18 January, 2007

Marginal Propensity of Intelligibility

Disclaimer: The following thesis is mercilessly plagiarised from Tim McKinnon (a friend of mine), haphazardly edited and reproduced here without his knowledge or permission. The study is shoddy at best, the mathematics are all guesswork, the references are non-existent and the contents are dangerously funny. Any inaccuracies are his fault.

Marginal Propensity of Intelligibility

There is a cross over point where lubricating your social skills with alcohol begins to diminish in correlation with extended consumption. This is called the Marginal Propensity of Intelligibility (MPC).

The Marginal Propensity to operate intelligibly refers to the increase/decrease in intelligible behaviour (Y) that occurs with an increase in alcohol consumption. For example, if a person buys one extra beer, and the marginal propensity to behave intelligibly is 0.65, then of that beer, the person will drink one beer and intelligibility will increase a further 0.35.

Mathematically, the marginal propensity to operate intelligibly (MPC) function is expressed as the derivative of the consumption (C) function with respect to intelligibility (Y).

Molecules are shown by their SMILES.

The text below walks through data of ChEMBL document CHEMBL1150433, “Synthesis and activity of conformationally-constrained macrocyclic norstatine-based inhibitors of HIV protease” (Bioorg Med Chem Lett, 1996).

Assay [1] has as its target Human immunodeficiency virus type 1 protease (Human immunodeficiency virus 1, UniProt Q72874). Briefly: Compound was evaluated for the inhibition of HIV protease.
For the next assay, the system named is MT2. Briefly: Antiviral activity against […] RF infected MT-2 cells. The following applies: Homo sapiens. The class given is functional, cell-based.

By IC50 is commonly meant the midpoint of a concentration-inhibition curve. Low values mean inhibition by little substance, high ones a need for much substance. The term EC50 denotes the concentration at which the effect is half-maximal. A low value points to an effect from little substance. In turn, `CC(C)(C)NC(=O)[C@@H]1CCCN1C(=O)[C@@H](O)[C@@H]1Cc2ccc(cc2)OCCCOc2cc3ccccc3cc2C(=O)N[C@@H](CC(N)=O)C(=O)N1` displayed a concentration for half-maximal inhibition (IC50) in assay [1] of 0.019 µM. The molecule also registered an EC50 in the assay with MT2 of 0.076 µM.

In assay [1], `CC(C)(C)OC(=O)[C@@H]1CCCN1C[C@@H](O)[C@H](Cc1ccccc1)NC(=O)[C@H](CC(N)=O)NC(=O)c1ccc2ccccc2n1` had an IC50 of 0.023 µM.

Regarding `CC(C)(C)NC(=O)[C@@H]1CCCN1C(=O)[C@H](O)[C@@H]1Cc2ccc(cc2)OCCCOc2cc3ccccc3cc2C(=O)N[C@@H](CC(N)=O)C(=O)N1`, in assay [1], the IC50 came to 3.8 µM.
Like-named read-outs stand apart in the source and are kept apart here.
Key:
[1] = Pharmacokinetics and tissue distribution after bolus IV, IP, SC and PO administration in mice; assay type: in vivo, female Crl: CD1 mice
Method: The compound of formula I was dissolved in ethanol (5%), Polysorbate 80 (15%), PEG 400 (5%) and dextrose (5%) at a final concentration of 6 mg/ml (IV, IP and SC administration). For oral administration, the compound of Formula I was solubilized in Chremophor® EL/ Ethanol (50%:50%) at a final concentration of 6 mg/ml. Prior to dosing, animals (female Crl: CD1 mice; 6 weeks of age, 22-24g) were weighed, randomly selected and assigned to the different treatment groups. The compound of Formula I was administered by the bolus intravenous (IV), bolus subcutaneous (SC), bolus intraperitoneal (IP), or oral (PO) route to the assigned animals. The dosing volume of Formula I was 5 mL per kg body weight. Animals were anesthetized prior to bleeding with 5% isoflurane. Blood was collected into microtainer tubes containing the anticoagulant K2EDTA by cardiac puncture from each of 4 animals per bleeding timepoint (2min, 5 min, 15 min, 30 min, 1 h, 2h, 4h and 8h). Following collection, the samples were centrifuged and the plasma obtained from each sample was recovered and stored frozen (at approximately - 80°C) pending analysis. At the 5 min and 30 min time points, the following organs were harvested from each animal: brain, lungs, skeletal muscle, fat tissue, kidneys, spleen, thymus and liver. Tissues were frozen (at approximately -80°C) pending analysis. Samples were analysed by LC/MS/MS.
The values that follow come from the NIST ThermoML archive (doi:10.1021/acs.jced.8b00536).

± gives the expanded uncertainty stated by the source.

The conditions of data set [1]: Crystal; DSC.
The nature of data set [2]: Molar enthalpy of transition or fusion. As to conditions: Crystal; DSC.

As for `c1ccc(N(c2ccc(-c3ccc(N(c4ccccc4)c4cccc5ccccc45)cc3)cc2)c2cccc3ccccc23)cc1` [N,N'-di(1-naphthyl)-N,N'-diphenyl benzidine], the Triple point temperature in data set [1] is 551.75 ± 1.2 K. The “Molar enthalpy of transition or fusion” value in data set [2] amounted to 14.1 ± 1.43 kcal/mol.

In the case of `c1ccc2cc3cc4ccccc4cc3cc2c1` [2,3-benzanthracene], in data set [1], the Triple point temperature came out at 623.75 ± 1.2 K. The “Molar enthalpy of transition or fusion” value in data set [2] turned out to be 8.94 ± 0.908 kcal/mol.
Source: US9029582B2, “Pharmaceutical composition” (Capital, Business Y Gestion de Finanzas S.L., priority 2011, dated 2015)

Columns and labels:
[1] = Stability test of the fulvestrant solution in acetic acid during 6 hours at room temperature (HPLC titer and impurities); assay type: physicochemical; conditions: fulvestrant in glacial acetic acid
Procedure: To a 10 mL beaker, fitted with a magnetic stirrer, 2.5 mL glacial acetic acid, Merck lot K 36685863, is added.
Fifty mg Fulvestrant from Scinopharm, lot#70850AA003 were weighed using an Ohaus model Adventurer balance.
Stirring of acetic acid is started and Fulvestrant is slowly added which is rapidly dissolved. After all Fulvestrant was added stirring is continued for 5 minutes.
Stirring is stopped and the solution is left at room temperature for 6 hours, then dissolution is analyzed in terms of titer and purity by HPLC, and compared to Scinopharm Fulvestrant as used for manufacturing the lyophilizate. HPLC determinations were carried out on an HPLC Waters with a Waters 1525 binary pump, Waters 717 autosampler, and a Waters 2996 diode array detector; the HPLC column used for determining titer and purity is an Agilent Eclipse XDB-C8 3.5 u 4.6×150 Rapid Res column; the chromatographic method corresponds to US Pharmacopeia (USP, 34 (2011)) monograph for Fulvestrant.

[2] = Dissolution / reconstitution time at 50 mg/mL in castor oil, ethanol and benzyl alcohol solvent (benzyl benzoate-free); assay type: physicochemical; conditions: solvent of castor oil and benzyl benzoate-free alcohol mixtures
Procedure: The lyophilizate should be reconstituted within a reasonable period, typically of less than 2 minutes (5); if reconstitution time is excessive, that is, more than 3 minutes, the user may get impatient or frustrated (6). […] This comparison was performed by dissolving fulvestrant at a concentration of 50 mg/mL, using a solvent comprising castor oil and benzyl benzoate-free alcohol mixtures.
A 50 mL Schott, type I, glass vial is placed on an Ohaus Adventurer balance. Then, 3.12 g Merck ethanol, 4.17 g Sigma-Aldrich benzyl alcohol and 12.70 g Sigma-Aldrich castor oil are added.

In other words, the marginal propensity to behave intelligibly is measured as the ratio of the change in consumption to the change in intelligibility, thus giving us a figure between 0 and 1. The MPC can be more than one if the drinker is particularly knowledgeable about a subject over and above the average in the group.

However, with each drink consumed, say after the first five, will return less value in terms of enhancing intelligibility. After 24 hours of continuous alcohol consumption, it is no longer an incrementally diminishing positive margin, but a rapidly increasing negative margin.

With the increased alcohol saturation in a Rum & Coke, say, I think the increase of MPC would be more rapid to the maximum value, and a corresponding fall off would be like a cliff. This is called “Free Falling Negative Marginal Propensity of Intelligibility” or “Total Loss of Reason”.

No comments: